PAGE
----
Title: Unstable entropy and pressure for partially hyperbolic systems

Date: 03/15/2018

Time: 3:00 PM - 4:00 PM

Place: C517 Wells Hall

Speaker:

We study ergodic properties caused by the unstable part of partially hyperbolic systems. We define unstable metric entropy, topological entropy and pressures, and prove the corresponding variational principles. For unstable metric entropy we obtain affineness, upper semi-continuity and a version of Shannon-McMillan-Breiman theorem. We also obtain existence of Gibbs u-states, differentiability properties of unstable pressure, such as tangent functionals, Gateaux differentiability and Frechet differentiability.

Title: Schubert Calculus and Cohomology of Grassmannains

Date: 03/19/2018

Time: 4:10 PM - 5:00 PM

Place: C517 Wells Hall

Speaker: Nick Rekuski, MSU

In this second talk, we will present formulas for the multiplicative structure of the Grassmannian’s cohomology. Using these formulas, we shall answer the problems raised last time and more. These problems will include “Fix four lines in P^3. How many lines will intersect all four of these lines?” and “Fix four curves in P^3. How many lines will intersect all four of these curves?”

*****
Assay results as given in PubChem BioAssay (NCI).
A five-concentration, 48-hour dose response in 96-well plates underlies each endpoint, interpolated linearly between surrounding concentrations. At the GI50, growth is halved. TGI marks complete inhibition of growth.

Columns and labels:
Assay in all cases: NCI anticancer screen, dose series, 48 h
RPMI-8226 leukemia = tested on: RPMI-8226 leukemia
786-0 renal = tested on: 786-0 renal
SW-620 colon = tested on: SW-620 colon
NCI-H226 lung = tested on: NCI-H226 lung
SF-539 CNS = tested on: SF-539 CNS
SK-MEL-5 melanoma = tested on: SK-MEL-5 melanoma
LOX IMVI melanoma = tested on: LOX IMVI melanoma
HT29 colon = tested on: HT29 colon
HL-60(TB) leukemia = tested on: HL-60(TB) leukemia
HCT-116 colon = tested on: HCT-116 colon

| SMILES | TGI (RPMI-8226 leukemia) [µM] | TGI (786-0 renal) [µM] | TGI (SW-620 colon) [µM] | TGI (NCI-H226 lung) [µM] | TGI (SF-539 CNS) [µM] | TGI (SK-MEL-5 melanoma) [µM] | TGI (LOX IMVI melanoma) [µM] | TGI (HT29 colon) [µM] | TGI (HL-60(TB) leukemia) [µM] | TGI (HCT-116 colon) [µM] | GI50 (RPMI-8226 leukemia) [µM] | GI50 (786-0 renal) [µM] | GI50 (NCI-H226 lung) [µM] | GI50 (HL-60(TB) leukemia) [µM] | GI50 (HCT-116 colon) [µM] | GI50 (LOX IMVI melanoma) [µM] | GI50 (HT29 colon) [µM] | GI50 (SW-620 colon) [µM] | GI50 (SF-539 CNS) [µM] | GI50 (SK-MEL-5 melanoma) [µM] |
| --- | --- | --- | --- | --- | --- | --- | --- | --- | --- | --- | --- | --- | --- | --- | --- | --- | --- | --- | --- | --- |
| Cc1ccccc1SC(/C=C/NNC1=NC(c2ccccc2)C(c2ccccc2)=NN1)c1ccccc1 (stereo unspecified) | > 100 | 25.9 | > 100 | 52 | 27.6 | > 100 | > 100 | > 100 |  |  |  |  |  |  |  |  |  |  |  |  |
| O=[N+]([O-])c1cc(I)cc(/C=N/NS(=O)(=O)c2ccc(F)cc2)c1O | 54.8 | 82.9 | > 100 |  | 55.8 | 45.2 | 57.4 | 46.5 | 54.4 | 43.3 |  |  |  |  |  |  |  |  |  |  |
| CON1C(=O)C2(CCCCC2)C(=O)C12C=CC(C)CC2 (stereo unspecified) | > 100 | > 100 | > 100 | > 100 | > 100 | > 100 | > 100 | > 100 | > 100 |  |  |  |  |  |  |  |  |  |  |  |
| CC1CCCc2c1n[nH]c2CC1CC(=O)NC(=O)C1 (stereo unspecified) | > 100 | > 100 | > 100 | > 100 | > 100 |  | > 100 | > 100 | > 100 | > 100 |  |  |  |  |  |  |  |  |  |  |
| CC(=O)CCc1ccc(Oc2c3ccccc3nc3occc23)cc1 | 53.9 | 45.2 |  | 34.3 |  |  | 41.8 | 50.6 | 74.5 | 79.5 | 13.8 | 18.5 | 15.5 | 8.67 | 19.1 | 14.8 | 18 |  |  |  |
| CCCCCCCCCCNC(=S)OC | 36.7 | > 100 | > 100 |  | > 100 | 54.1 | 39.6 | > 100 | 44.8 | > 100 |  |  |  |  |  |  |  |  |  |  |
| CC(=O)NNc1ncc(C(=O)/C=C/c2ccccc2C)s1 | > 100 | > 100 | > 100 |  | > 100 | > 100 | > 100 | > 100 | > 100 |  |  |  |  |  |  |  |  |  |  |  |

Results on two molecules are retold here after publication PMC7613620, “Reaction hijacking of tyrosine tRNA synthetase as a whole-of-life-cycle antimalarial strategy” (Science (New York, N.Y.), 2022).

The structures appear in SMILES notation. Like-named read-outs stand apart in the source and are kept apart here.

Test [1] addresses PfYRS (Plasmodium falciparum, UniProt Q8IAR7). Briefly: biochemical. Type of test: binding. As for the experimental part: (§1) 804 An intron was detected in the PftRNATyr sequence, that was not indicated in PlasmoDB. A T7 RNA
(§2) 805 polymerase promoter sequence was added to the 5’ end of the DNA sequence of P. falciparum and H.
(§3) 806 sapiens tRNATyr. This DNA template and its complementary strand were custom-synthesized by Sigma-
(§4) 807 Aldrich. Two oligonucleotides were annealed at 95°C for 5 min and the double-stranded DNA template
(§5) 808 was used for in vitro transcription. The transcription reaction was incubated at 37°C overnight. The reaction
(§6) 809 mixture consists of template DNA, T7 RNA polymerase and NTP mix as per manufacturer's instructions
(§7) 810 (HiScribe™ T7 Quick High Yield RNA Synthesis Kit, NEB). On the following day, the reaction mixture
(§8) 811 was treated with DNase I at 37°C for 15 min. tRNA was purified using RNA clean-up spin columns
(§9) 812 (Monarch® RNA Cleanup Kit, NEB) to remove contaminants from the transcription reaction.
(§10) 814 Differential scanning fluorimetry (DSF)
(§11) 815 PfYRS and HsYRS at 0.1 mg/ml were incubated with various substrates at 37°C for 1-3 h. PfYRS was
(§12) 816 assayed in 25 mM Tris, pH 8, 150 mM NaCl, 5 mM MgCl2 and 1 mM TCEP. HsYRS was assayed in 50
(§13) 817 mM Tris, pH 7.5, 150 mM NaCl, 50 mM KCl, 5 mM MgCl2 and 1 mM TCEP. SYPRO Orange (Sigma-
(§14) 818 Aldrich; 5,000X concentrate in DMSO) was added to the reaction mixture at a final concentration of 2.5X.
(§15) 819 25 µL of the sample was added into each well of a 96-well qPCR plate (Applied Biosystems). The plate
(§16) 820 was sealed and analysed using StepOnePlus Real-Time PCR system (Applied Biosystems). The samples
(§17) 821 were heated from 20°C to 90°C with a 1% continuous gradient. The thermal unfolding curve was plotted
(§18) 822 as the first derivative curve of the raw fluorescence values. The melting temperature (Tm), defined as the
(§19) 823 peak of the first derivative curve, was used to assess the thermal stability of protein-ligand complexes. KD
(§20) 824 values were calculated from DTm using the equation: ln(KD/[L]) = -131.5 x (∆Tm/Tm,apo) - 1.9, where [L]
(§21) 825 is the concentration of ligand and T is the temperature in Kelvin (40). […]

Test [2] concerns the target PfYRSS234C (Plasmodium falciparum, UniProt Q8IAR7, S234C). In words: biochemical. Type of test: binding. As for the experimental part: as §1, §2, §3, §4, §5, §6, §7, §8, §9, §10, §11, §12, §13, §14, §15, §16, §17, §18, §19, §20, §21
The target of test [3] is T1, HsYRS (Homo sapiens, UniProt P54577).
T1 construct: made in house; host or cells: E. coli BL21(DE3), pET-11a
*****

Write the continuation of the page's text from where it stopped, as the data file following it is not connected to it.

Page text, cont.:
These talks are aimed at first and second year students. Faculty will give an overview of problems that a student could work on. At the 3/20 seminar, we will have 1) Guowei Wei, Is it time for a great chemistry between mathematics and biology?; 2) Vladimir Peller, Contemporary problems of operator theory; and 3) Mark Iwen, Computational Nonlinear Approximation in Signal Processing and Inverse Problems.

Quasiconformal maps in the complex plane are homeomorphisms that satisfy certain geometric distortion inequalities; infinitesimally, they map circles to ellipses with bounded eccentricity. The local distortion properties of these maps give rise to a certain degree of global regularity and Holder continuity. In this talk, we will discuss improved lower bounds for the Holder continuity of these maps; the analysis is based on combining the isoperimetric inequality with a study of the length of quasicircles. Furthermore, the extremizers for Holder continuity can be characterized, and we will also give some applications to solutions to elliptic partial differential equations.

Title: Almost alternating, Turaev genus one, and semi-adequate links

Date: 03/22/2018

Time: 2:00 PM - 3:00 PM

Place: C304 Wells Hall

Speaker: Adam Lowrance, Vassar College